Is the market setting up for another period of high volatility?
Let’s take a look at three price-based volatility indicators and see what they suggest about the current S&P 500.
The chart above shows the Daily S&P 500 with the following price-based volatility indicators:
ATR (Average True Range) which measures the daily high-low range,
Bollinger Band Width which measures the distance between the top and bottom standard Bollinger Band,
Sigma Bands which graphically show four standard deviations above and beneath the 20 period average (‘extra’ Bollinger Bands).
For reference, the current Daily ATR value is 14.41 which is on an up-swing from the 9.46 level last seen on August 23.
I highlighted prior periods of low ATR values, ALL of which had one more burst of upside action before a short-term reversal (lower) occurred.
That’s likely what we’re seeing currently – another upswing in price ahead of a potential sell-off phase (deeper retracement).
The Bollinger Band Width indicator registers at 49.08 which also is up from the August 23 low of 21.64.
Keep in mind this simply shows the distance between the upper and lower Bollinger Band indicator (two standard deviations above the 20 day average).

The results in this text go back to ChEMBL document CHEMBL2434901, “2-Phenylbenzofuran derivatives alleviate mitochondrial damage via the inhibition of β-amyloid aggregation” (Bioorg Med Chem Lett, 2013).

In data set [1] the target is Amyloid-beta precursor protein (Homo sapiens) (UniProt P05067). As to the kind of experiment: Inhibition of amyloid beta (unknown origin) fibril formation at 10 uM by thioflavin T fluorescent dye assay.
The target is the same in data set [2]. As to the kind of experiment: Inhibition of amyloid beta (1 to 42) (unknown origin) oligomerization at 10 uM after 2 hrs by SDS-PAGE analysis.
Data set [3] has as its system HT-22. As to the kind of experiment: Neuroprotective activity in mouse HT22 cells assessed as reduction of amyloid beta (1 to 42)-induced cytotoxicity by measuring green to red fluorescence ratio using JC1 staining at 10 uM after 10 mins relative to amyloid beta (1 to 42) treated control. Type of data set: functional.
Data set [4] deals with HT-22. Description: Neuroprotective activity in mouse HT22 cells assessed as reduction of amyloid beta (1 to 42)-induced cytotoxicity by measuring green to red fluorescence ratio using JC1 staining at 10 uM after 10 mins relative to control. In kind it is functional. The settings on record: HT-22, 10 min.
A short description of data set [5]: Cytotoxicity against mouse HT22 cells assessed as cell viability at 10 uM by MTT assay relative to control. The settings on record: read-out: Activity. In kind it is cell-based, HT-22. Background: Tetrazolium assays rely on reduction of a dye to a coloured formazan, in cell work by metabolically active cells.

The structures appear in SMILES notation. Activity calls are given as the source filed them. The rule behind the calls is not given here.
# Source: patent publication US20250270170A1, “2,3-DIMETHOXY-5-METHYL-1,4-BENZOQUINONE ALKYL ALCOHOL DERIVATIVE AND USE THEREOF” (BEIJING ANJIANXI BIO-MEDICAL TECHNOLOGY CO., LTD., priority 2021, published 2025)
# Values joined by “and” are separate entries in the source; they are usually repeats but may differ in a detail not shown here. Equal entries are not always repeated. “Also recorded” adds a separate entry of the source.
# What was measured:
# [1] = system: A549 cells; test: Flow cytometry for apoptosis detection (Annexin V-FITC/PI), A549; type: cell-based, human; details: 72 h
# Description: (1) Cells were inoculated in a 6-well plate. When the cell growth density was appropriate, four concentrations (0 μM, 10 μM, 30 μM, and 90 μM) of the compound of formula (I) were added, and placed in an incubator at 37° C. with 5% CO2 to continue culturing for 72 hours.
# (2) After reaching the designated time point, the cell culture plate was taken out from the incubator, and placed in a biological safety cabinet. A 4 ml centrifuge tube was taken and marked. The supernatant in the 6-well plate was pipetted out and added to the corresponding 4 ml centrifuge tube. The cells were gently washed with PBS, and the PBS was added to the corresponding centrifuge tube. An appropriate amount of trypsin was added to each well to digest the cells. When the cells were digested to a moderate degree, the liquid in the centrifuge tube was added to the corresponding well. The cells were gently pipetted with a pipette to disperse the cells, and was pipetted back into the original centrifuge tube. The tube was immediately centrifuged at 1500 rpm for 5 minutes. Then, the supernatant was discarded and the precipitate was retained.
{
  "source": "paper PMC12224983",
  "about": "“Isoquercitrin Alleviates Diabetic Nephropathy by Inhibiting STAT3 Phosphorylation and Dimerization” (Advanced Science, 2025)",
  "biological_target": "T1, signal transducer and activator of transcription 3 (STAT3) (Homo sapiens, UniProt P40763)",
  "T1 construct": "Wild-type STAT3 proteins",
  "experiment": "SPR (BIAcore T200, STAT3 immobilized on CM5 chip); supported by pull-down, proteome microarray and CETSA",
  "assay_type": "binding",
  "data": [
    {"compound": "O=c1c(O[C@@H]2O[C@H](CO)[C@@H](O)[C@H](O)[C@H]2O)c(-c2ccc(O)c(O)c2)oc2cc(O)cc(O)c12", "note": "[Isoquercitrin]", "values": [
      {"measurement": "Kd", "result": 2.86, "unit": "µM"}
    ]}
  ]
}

The BB-Width Indicator tends to be a little more stable than the more popular ATR indicator as seen from the historical range.
Finally, the Sigma Band indicator simply plots more Bollinger Bands; it adds all four standard deviation bands above and beneath the average (not just two standard deviations above and beneath).
According to the Volatility Principle, price tends to alternate between periods of high and low volatility – compressions or low-volatile periods tend to give way to future price expansions/breakouts.
You can see the historical development and the outcome of each of prior low and high volatility periods in the chart above.
The pattern seems to be that periods of low volatility (price compression/consolidation) tend to lead to one final ‘burst’ higher (January 2010; January 2011; March 2012; and now September 2012) ahead of a marginal retracement or decline in prices (the red periods on the chart).
If history does repeat, then we may see at least a marginal price weakness/decline in the near future.
Corey Rosenbloom, CMT
Afraid to Trade.com
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